Speeding in neighbourhoods a major concern, Canadians say

Fast car in the street of the city

Canadians are deeply alarmed about speeding in our neighbourhoods, even as a sizeable number admit to doing it themselves, according to polling released today by the Canadian Automobile Association (CAA).

Nearly 9 in 10 Canadians (88 per cent) say they are deeply worried about speeding in residential areas, while 1 in 5 (22 per cent) admit to doing it at least sometimes, CAA’s polling found. Meanwhile, speed-related collisions are on the rise, accounting for a quarter of fatal collisions in the last year for which federal government data is available.

“Canadians are right to be alarmed about speeding,” says Ian Jack, vice-president, public affairs, CAA National. “Speed-related collisions are preventable. That is why CAA is asking Canadians to slow down in 2024 and keep everyone safe.”

According to the Traffic Injury Research Foundation, travelling even 10 km/hr over the speed limit increases the likelihood of a collision by 60 per cent, while saving the average driver only four minutes on a trip.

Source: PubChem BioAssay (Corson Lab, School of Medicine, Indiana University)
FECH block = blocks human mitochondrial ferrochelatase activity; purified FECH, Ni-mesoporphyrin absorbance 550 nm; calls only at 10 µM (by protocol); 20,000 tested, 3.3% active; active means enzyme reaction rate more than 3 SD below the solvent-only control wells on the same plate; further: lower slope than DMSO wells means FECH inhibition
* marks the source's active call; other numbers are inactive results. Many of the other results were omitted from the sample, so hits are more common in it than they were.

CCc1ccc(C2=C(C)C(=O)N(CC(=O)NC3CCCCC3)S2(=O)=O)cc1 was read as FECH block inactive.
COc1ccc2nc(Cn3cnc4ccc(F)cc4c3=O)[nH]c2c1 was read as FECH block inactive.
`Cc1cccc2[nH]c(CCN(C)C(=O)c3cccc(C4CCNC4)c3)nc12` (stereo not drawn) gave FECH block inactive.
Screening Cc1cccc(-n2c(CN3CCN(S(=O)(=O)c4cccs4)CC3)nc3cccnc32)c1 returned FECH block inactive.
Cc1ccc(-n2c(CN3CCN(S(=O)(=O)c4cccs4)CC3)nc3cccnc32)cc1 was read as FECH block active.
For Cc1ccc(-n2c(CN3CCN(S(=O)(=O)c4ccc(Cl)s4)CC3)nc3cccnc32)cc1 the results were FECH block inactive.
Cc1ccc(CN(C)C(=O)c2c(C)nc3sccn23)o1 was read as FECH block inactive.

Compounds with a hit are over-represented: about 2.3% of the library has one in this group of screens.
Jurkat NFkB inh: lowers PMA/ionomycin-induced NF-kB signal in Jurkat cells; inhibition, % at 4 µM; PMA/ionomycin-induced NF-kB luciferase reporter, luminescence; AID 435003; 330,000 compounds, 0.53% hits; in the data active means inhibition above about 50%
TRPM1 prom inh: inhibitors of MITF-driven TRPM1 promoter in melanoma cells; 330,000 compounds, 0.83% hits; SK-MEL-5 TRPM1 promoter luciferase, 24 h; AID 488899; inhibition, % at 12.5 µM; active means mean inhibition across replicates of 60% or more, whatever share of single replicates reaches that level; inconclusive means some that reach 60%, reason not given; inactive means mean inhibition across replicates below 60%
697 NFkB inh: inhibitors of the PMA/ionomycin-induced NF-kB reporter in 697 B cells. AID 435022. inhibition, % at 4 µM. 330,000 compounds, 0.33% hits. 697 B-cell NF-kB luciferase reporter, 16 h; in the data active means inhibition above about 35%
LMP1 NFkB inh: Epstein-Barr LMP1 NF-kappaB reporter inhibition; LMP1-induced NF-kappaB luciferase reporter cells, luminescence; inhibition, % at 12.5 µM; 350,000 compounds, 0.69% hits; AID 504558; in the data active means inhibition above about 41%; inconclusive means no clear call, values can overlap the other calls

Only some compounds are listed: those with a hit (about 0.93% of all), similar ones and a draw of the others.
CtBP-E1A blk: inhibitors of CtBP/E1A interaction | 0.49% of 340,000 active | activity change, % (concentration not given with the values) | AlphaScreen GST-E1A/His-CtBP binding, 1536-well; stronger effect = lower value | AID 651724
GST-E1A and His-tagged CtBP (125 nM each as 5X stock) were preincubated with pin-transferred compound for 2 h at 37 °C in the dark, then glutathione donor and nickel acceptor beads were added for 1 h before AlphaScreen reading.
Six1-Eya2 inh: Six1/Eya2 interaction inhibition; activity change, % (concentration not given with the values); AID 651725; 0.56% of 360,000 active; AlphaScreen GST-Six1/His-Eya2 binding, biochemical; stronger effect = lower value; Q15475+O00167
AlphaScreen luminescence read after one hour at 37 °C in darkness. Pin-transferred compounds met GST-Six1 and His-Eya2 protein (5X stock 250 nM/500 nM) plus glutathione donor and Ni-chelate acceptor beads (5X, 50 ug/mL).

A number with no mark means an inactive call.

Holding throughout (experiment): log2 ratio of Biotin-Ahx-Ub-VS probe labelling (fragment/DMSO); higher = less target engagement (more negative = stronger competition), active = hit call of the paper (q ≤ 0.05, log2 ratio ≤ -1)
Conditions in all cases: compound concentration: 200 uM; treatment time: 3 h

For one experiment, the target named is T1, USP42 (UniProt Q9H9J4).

“Don’t forget speed limits are posted for ideal weather. Especially while most of the country is in the thick of winter, we should all really try to respect the speed limit or slow down to ensure the safety of all,” says Jack.

CAA asked Canadians to list the top dangerous driving behaviours they admit to doing. The top five included: speeding on the highway (45 per cent), engaging with technology in their car (32 per cent), speeding in residential zones (22 per cent), driving well over the speed limit (19 per cent), and driving when too tired (18 per cent).

The latest CAA findings are based on a poll of 2,503 Canadians carried out from October 20 to 30, 2023. A probability sample of the same size would yield a margin of error of +/-2%.


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